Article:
IAN in the Media

This searchable database contains a list of articles published about the Integration and Application Network in the media. It is a subset of the UMCES in the Media database, which allows you to view articles from all University of Maryland Center for Environmental Science laboratories.

Articles can be browsed by date or searched based on words in the title, article text, periodical name, author, or IAN staff quoted. Records link to the original article on the periodical's website (NB These links may not always be available as they are often removed by the periodical a certain time after publication date).

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Staff Articles
You are browsing all 123 articles featuring Mike Roman. You can browse/search by year/month, and search terms to view other articles in the database.


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United Press International (Tue 20 Mar, 2012)
Oil from gulf disaster found in food chain
Staff quoted: Mike Roman
Article Link Permanent Link

CAMBRIDGE, Md., March 20 (UPI) -- Oil from the 2010 Deepwater Horizon disaster entered the food chain in the Gulf of Mexico through zooplankton, the tiniest of organisms, researchers say.


Science Daily (Tue 20 Mar, 2012)
Oil from Deepwater Horizon Disaster Entered Food Chain in the Gulf of Mexico
Staff quoted: Mike Roman, Jamie Pierson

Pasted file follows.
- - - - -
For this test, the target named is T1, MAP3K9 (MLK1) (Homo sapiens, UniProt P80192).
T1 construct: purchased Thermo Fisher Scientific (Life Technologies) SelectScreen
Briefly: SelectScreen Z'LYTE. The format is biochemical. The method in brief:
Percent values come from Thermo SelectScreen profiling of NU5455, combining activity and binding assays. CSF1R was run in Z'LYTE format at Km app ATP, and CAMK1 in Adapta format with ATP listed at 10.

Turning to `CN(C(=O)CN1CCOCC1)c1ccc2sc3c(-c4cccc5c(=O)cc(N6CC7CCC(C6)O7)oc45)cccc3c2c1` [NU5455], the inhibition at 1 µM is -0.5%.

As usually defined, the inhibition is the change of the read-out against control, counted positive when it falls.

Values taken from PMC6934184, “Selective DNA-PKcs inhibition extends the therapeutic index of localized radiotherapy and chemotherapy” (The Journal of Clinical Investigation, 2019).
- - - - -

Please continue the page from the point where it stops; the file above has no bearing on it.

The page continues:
Article Link Permanent Link

ScienceDaily (Mar. 20, 2012) — Since the explosion on the BP Deepwater Horizon drilling rig in the Gulf of Mexico on April 20, 2010, scientists have been working to understand the impact that this disaster has had on the environment. For months, crude oil gushed into the water at a rate of approximately 53,000 barrels per day before the well was capped on July 15, 2010. A new study confirms that oil from the Macondo well made it into the ocean's food chain through the tiniest of organisms, zooplankton.


Science Newsline (Tue 20 Mar, 2012)
Study Confirms Oil from Deepwater Horizon Disaster Entered Food Chain in the Gulf of Mexico
Staff quoted: Mike Roman
Article Link Permanent Link

Since the explosion on the BP Deepwater Horizon drilling rig in the Gulf of Mexico on April 20, 2010, scientists have been working to understand the impact that this disaster has had on the environment. For months, crude oil gushed into the water at a rate of approximately 53,000 barrels per day before the well was capped on July 15, 2010. A new study confirms that oil from the Macondo well made it into the ocean's food chain through the tiniest of organisms, zooplankton.


Democratic Underground (Tue 20 Mar, 2012)
Study confirms oil from Deepwater Horizon disaster entered food chain in the Gulf of Mexico
Staff quoted: Mike Roman
Article Link Permanent Link

CAMBRIDGE, MD (March 20, 2012)—Since the explosion on the BP Deepwater Horizon drilling rig in the Gulf of Mexico on April 20, 2010, scientists have been working to understand the impact that this disaster has had on the environment. For months, crude oil gushed into the water at a rate of approximately 53,000 barrels per day before the well was capped on July 15, 2010. A new study confirms that oil from the Macondo well made it into the ocean's food chain through the tiniest of organisms, zooplankton.